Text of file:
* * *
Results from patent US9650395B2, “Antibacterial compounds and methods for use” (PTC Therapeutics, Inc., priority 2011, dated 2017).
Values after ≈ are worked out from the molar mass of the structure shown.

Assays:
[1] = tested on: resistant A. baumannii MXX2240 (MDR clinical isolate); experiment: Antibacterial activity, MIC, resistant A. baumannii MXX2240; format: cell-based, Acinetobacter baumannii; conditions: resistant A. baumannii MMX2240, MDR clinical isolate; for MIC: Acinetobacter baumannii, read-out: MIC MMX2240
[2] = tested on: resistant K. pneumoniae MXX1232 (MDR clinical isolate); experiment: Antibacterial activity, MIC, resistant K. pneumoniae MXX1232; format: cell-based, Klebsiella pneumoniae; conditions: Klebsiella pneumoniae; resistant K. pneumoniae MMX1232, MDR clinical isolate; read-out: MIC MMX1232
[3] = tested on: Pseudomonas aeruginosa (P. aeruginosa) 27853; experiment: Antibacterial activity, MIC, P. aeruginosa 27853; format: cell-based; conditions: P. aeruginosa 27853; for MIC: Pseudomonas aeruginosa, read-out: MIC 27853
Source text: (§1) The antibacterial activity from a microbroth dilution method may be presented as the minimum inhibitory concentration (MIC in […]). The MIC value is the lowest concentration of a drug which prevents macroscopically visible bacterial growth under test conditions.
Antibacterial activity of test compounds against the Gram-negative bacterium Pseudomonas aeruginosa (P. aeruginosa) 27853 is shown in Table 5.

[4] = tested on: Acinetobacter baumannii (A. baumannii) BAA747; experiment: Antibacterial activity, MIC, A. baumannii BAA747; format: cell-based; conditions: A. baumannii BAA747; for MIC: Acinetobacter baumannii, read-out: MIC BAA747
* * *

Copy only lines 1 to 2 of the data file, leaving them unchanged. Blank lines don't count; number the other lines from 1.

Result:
Results from patent US9650395B2, “Antibacterial compounds and methods for use” (PTC Therapeutics, Inc., priority 2011, dated 2017).
Values after ≈ are worked out from the molar mass of the structure shown.